Marek Karp was born on 2 July 1952 in Zamość. He was bringing back the traditions of the former Grand Duchy of Lithuania and felt responsible for the legacy of Lithuanian ancestors of the Karp family. In 1980, he graduated from the University of Warsaw Institute of History (with a thesis on the awareness of state and regional community in medieval myths about the origins of Poland). His passions included the history of art and architecture. In the 1980s, he published papers on the history of Central Europe (through underground publishing organisations), co-created the underground periodical “Res Publica” (for which he also worked as a journalist), and participated in the independent forum “Polska w Europie” (“Poland in Europe”). Between 1986 and 1990, he was head of the Main Library of The Warsaw Academy of Arts in Warsaw and lectured on art history there. Between 1989-1991, Marek Karp worked as a researcher at the University of Warsaw’s Department of Baltic Studies, where he specialised in the history of Lithuania. In the late 1980s and early 1990s he actively supported the Lithuanian independence movement, Sajudis. During Lithuania’s critical moments he served as a go-between for the Polish administration under Tadeusz Mazowiecki and the Sajudis leaders.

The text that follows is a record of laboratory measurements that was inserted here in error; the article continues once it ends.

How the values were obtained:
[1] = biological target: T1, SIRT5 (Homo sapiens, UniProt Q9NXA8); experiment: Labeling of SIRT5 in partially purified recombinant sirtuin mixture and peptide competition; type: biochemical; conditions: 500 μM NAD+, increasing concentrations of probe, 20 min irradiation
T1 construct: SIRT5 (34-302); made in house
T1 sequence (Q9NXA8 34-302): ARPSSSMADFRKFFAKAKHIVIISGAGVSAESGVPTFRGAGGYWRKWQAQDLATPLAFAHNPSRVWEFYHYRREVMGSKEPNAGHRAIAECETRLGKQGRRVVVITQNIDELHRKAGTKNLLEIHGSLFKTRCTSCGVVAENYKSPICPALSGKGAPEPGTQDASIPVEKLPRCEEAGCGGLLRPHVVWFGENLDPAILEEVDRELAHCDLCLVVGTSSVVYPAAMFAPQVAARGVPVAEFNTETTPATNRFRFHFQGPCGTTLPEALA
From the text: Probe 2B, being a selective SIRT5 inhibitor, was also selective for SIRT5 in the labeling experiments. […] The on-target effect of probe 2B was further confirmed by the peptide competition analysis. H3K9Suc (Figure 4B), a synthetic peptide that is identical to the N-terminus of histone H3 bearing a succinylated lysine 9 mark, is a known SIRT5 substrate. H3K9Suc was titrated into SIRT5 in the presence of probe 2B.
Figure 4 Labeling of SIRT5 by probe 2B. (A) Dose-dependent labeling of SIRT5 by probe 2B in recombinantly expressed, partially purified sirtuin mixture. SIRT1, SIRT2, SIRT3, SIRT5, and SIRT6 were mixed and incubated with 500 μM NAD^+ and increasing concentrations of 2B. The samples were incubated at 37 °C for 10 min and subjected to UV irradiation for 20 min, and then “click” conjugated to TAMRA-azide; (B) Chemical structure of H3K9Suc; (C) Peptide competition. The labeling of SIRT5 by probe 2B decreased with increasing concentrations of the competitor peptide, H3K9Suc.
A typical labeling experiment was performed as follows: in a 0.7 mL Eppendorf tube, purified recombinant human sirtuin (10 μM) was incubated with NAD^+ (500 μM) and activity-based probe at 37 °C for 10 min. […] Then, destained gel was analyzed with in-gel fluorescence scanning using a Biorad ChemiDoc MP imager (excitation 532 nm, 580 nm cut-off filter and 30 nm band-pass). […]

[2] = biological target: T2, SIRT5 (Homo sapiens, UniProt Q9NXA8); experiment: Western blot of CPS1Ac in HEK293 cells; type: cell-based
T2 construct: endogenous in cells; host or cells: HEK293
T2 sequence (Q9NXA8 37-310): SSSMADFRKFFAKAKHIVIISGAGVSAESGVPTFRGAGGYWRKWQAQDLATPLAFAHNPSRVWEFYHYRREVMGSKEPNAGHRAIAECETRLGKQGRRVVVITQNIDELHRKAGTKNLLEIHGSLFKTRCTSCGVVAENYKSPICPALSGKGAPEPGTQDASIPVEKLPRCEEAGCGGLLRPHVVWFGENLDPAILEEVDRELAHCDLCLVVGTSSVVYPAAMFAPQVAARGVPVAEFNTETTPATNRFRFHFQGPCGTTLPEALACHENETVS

Marek Karp developed the idea of the Centre for Eastern Studies, established in late 1990 by the Mazowiecki government, and was the Director of OSW for many years. He was an advocate of dialogue between the countries that emerged from the collapse of the Soviet Union. He died on 12 September 2004 during treatment for injuries suffered as a result of a car accident, which had occurred one month earlier near Biała Podlaska.
Marek Karp was awarded the Order of the Lithuanian Grand Duke Gediminas by the Lithuanian authorities. He also received the Aleksander Gieysztor award granted by the editorial board of "Przegląd Wschodni", and the Jerzy Giedroyć award (posthumously, together with OSW). He was also awarded the Officer's Cross of the Order of Polonia Restituta by the Polish president (posthumously) for his contribution to the development of co-operation between the nations of Central and Eastern Europe.
Marek never sought publicity. He was a modest man with a great heart, respectful to others, direct and willing to disinterestedly help other people. He will always remain a role model for us.